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My teaching focuses on how we understand the effects of technology on society.
Note: In 2017-2018 I am on sabbatical.
SOC 2106: "Technology and Society"
This course critically assesses current theory about the intersection of technology and society. Technology has become such an intrinsic part of our everyday lives in the West that we need to carefully consider its social, economic, and political implications. The aim of this class is to examine the intersection of technology and society by systematically analyzing technology design, implementation, and use. The course provides a solid understanding of the role of technology in society (historically and theoretically) and gives students the tools they need to embark on a critical and in-depth inquiry of our technological society.
Key topics include privacy, social networks, inequality, digital skills, and digital creativity.
Please email me for a detailed course outline!
I am a Professor of Information and Media Studies and Sociology at the University of Western Ontario. I received my Masters degree in Psychology from the Humboldt-University in Berlin in 1998 under the supervision of Dr. Herbert Hagendorf and my Ph.D. in Information Studies from the University of Toronto in 2004 under the supervision of Dr. Lynne Howarth and advisory committee members Drs. Barry Wellman, Chun Wei Choo and Derick de Kerckhove. She engages in interdisciplinarity, knowledge transfer, and public outreach.
Key areas of investigation include:
Social networks/Social media/Digital social capital
Digital humanities/Ebooks/Scholarly digital communication
Internet studies/Social media/Computer-mediated communication
Serendipity/Chance Encounters/Opportunistic Discovery of Information & People
More information on the SocioDigital Lab and how to get involved are located at SocioDigital.info
Visit our project website to learn more about our SSHRC-funded project on Digital Activism
Quan‐Haase, A., & Tepperman, L. (2018). Real-life sociology: A Canadian approach. Don Mills, ON: Oxford University Press.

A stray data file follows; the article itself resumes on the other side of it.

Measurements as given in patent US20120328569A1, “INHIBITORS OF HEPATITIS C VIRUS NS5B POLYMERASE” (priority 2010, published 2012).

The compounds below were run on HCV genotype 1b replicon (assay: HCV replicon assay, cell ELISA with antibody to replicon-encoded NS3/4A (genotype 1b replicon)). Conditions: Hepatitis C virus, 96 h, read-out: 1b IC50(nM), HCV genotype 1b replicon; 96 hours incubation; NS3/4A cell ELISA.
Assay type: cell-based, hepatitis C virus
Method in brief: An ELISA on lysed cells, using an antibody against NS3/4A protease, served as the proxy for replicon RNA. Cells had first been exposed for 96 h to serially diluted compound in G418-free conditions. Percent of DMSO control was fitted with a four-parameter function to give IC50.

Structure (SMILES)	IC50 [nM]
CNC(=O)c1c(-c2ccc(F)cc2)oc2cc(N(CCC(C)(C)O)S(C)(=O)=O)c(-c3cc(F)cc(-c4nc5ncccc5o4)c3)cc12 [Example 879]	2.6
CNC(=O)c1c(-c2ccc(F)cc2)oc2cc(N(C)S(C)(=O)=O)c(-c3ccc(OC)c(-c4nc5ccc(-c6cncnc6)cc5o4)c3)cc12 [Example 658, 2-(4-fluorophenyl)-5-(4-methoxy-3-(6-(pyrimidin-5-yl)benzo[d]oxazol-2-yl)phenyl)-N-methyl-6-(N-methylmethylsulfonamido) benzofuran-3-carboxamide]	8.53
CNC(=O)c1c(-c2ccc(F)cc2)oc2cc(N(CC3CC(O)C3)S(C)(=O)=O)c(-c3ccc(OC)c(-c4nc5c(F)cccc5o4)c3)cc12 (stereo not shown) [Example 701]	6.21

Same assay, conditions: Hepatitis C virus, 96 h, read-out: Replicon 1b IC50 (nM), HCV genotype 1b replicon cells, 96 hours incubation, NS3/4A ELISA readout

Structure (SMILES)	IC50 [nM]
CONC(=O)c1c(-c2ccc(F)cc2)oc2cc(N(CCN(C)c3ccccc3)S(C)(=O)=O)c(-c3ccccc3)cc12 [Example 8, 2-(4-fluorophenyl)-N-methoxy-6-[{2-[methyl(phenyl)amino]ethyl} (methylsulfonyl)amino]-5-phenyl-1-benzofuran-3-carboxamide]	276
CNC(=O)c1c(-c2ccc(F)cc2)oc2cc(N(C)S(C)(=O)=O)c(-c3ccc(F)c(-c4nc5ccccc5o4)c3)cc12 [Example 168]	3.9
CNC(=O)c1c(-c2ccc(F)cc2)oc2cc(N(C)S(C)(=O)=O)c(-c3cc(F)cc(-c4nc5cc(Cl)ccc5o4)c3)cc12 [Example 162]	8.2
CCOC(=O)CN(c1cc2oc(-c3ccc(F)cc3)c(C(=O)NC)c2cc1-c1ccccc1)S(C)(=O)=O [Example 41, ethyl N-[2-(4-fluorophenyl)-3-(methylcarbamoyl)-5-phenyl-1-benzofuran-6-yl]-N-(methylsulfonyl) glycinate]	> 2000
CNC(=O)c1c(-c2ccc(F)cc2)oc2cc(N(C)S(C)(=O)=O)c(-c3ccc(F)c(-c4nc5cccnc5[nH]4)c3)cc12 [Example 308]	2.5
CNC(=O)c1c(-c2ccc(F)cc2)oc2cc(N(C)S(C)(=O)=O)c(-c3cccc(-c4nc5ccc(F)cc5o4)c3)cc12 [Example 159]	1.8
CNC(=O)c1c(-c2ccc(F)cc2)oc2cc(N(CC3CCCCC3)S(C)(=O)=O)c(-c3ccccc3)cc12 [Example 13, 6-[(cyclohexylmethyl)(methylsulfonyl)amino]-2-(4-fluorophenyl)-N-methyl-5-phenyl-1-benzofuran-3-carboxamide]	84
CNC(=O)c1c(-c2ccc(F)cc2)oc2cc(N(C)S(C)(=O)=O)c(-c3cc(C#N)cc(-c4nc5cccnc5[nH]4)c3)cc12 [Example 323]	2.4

Quan-Haase, A., Williams, C., Kicevski, M., Elueze, I., & Wellman, B. (2018). Dividing the grey divide: Deconstructing myths about older adults’ online activities, skills, and attitudes. American Behavioral Scientist.
Desrochers, N., Bowman,T. D., Haustein, S., Mongeon, P., Quan‐Haase, A., Paul‐Hus, A., Costas, R. Larivière, R, Pecoskie, J. Tsou, A. (2018). Authorship, citations, acknowledgments, and visibility in social media: Symbolic capital in the multifaceted reward system of science. Social Science Information.
Sloan, L. & Quan-Haase, A. (Eds.) (2017) The SAGE Handbook of Social Media Research Methods, London: SAGE. URL:
Quan‐Haase, A., Mo, G. Y., & Wellman, B. (2017). Connected seniors: How older adults in East York exchange social support on and offline. Information, Communication & Society. doi:http://dx.doi.org/10.1080/1369118X.2017.1305428
Schreurs, K., Quan‐Haase, A., & Martin, K. (2017). Problematizing the digital literacy paradox in the context of older adults’ ICT use: Aging, media discourse, and self-determination. Canadian Journal of Communication, 42(2).
Martin, K., Greenspan, B., & Quan-Haase, A. (2017). STAK – Serendipitous tool for augmenting knowledge: A conceptual tool for bridging digital and physical resources. Digital Studies, 7(1).
Quan-Haase, A. (2016). "Technology and society: Inequality, power, and social networks (2nd ed.)". Don Mills: Oxford University Press. ISBN: 9780195437836.
Mesch, G., Talmud, I. & Quan-Haase, A. (2012). IM social networks: Individual, relational and cultural characteristics. Journal of Social and Personal Relationships. DOI: 10.1177/0265407512448263
Quan-Haase, A. (2012). Research and teaching in real-time: 24/7 collaborative networks. In D. Rasmussen Neal (Ed.), Social media for academics (pp. 39-58). Sawston, UK: Chandos.
Rubin, V. L., Burkell, J., & Quan-Haase, A. (2011). Facets of serendipity in everyday chance encounters: A grounded theory approach to blog analysis. Information Research. URL: http://informationr.net/ir/16-3/paper488.html
Quan-Haase, A., & Young, A. L. (2010). Uses and gratifications of social media: A comparison of Facebook and instant messaging.
Bulletin of Science, Technology and Society, 30(5), 350-361.
Hogan, B., & Quan-Haase, A. (2010). Persistence and change in social media: A framework of social practice. Bulletin of Science, Technology and Society, 30(5), 309-315.
Balayeva, J. & Quan-Haase, A. (2009).Virtual office hours as cyberinfrastructure: the case study of instant messaging. Learning Inquiry, 3(3), 115-130.
A Quan-Haase, AL Young (2010). Uses and gratifications of social media: A comparison of Facebook and instant messaging. Bulletin of Science, Technology & Society, 30(5), 350-361.
Wellman, B., Quan-Haase, A., Witte, J., & Hampton, K. (2001). Does the Internet increase, decrease, or supplement social capital? Social networks, participation, and community commitment. American Behavioral Scientist, 45(3), 436-455.